South Korea’s financial regulators have amended the anti-money laundering rules that apply to cryptocurrency exchanges in the country, requiring domestic banks to tighten up monitoring of related bank accounts.
According to an announcement from the Financial Services Commission (FSC) on Wednesday, the amendment – which will be in effect for a year – means domestic banks who provide services to crypto exchanges must now monitor all the accounts held by an exchange.
Typically an exchange has several accounts with a bank – such as, for example, a depositing account that holds traders’ funds on the platform, as well as an operating account that stores the exchange’s own assets.
However, the FSC explained that its recent inspections at three institutions – Nonghyup Bank, KB Kookmin Bank and KEB Hana Bank – found that some exchanges had moved assets from investors’ depositing account to their own operating accounts.
In doing so, the exchanges, according to a report from CoinDesk Korea, had directly violated guidelines requiring exchanges to keep investors’ assets separate from their own.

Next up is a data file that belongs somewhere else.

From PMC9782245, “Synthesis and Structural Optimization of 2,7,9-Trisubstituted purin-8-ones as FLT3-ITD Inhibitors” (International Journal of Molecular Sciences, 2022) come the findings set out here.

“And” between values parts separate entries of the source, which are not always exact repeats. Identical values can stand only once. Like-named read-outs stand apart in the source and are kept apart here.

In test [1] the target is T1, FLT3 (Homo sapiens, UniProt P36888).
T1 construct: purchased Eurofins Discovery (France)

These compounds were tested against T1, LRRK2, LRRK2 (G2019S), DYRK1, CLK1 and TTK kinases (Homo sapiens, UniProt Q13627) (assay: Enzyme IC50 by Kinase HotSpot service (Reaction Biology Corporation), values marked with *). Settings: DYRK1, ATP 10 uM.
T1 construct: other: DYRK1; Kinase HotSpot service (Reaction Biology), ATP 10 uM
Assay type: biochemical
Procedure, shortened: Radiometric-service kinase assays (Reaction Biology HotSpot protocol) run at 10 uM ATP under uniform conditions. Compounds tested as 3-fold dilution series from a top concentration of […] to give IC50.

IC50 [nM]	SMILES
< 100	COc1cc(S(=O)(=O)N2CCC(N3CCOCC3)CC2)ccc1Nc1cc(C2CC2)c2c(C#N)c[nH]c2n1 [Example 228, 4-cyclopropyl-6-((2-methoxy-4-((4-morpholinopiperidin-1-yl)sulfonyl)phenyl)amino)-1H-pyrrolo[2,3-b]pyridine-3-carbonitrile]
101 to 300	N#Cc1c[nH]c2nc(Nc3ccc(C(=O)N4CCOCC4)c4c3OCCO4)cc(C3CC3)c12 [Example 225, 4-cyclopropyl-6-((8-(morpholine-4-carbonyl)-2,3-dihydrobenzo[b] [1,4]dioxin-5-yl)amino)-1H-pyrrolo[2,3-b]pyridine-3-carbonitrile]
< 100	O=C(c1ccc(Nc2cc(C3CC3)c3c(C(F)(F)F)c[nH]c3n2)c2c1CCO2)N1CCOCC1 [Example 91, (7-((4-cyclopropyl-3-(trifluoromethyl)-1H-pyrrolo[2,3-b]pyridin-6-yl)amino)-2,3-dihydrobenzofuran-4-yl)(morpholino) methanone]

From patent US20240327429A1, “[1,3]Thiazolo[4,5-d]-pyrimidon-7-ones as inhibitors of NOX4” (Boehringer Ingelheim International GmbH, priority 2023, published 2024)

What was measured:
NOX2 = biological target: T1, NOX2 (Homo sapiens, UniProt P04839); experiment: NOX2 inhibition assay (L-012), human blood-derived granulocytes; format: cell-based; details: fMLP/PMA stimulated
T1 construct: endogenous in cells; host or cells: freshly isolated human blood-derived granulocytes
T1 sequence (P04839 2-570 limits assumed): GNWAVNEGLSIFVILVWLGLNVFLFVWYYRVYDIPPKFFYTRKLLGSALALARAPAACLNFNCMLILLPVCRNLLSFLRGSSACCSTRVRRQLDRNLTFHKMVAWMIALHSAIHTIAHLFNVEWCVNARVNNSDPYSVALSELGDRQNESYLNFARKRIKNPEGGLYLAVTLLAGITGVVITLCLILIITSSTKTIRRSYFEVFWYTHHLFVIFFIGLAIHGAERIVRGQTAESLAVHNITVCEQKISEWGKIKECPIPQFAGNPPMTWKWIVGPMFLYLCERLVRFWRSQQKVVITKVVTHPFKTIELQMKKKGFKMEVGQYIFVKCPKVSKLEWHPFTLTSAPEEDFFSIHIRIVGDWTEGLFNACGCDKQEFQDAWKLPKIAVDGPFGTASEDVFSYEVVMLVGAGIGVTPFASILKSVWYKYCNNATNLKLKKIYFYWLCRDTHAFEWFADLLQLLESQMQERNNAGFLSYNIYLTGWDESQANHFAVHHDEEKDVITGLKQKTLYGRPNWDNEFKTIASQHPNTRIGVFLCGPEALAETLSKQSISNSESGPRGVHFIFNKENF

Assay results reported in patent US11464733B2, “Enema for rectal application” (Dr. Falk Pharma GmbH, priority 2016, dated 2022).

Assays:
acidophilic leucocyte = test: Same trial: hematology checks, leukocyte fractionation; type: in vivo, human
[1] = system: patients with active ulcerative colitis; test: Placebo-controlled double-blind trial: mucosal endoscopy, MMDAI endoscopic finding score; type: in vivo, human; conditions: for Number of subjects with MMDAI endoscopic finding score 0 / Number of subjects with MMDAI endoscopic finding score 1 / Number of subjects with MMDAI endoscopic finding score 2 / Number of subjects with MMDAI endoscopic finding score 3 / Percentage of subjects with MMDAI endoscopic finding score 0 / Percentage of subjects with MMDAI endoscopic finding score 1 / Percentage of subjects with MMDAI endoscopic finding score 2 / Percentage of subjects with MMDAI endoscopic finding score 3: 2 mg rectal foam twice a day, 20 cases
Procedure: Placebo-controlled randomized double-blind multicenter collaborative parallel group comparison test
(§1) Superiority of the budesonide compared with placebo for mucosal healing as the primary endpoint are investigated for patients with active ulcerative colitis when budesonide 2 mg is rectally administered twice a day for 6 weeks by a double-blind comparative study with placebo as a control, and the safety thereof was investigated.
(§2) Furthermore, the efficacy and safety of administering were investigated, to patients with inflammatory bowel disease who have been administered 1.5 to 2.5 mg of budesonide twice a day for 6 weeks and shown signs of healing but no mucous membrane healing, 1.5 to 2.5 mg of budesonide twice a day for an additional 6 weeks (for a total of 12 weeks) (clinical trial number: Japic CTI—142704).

Since banks currently only monitor investors’ depositing accounts at crypto exchanges, the FSC fears the absence of wider account scrutiny may increase the possibility of exchanges laundering money or evading taxes by using their operating accounts to buy cryptocurrencies from foreign exchanges.
As a result, the amendment will require banks to keeep an eye out for transactions in which exchanges move assets to or from foreign exchanges. In cases where suspicious transactions come to light, the information must be shared with the FSC.
The new rules marks the FSC’s latest tightening of anti-money laundering controls at crypto exchanges. Back in January, the watchdog issued an order that all trading platforms must implement real-name verification, outlawing anonymous trading in the country.
FSC chairman image courtesy of the FSC
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